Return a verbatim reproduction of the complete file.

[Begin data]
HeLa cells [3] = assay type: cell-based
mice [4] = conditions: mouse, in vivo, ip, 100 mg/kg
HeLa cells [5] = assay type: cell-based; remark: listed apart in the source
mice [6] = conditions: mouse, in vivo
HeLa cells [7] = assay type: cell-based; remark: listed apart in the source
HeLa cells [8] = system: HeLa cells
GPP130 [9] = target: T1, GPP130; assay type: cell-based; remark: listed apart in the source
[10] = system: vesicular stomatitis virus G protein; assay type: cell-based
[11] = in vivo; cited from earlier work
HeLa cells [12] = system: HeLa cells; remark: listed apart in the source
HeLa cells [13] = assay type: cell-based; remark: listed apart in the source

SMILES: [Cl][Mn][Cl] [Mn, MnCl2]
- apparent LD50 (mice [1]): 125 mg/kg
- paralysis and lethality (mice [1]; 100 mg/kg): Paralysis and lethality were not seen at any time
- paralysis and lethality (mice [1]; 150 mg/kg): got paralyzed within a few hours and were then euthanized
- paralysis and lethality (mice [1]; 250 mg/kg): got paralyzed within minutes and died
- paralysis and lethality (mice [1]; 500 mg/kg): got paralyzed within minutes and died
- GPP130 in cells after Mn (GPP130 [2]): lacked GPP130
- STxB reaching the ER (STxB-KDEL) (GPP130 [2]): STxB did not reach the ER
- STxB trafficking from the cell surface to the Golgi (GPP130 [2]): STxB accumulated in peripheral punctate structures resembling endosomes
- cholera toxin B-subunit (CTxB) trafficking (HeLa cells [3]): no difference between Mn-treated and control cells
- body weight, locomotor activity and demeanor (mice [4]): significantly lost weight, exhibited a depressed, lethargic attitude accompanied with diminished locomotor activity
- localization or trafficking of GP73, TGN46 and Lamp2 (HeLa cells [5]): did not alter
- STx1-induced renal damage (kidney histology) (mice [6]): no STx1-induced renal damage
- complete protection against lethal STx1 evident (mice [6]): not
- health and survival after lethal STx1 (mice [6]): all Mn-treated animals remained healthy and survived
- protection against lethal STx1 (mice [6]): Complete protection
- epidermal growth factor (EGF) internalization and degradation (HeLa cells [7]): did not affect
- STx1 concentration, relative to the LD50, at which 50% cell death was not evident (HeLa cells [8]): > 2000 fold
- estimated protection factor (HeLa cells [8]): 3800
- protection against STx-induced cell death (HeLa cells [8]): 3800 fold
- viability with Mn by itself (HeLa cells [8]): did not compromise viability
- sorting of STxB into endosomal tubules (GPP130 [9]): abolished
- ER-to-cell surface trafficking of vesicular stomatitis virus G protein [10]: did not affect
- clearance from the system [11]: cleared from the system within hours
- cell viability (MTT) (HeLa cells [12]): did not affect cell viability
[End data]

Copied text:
HeLa cells [3] = assay type: cell-based
mice [4] = conditions: mouse, in vivo, ip, 100 mg/kg
HeLa cells [5] = assay type: cell-based; remark: listed apart in the source
mice [6] = conditions: mouse, in vivo
HeLa cells [7] = assay type: cell-based; remark: listed apart in the source
HeLa cells [8] = system: HeLa cells
GPP130 [9] = target: T1, GPP130; assay type: cell-based; remark: listed apart in the source
[10] = system: vesicular stomatitis virus G protein; assay type: cell-based
[11] = in vivo; cited from earlier work
HeLa cells [12] = system: HeLa cells; remark: listed apart in the source
HeLa cells [13] = assay type: cell-based; remark: listed apart in the source

SMILES: [Cl][Mn][Cl] [Mn, MnCl2]
- apparent LD50 (mice [1]): 125 mg/kg
- paralysis and lethality (mice [1]; 100 mg/kg): Paralysis and lethality were not seen at any time
- paralysis and lethality (mice [1]; 150 mg/kg): got paralyzed within a few hours and were then euthanized
- paralysis and lethality (mice [1]; 250 mg/kg): got paralyzed within minutes and died
- paralysis and lethality (mice [1]; 500 mg/kg): got paralyzed within minutes and died
- GPP130 in cells after Mn (GPP130 [2]): lacked GPP130
- STxB reaching the ER (STxB-KDEL) (GPP130 [2]): STxB did not reach the ER
- STxB trafficking from the cell surface to the Golgi (GPP130 [2]): STxB accumulated in peripheral punctate structures resembling endosomes
- cholera toxin B-subunit (CTxB) trafficking (HeLa cells [3]): no difference between Mn-treated and control cells
- body weight, locomotor activity and demeanor (mice [4]): significantly lost weight, exhibited a depressed, lethargic attitude accompanied with diminished locomotor activity
- localization or trafficking of GP73, TGN46 and Lamp2 (HeLa cells [5]): did not alter
- STx1-induced renal damage (kidney histology) (mice [6]): no STx1-induced renal damage
- complete protection against lethal STx1 evident (mice [6]): not
- health and survival after lethal STx1 (mice [6]): all Mn-treated animals remained healthy and survived
- protection against lethal STx1 (mice [6]): Complete protection
- epidermal growth factor (EGF) internalization and degradation (HeLa cells [7]): did not affect
- STx1 concentration, relative to the LD50, at which 50% cell death was not evident (HeLa cells [8]): > 2000 fold
- estimated protection factor (HeLa cells [8]): 3800
- protection against STx-induced cell death (HeLa cells [8]): 3800 fold
- viability with Mn by itself (HeLa cells [8]): did not compromise viability
- sorting of STxB into endosomal tubules (GPP130 [9]): abolished
- ER-to-cell surface trafficking of vesicular stomatitis virus G protein [10]: did not affect
- clearance from the system [11]: cleared from the system within hours
- cell viability (MTT) (HeLa cells [12]): did not affect cell viability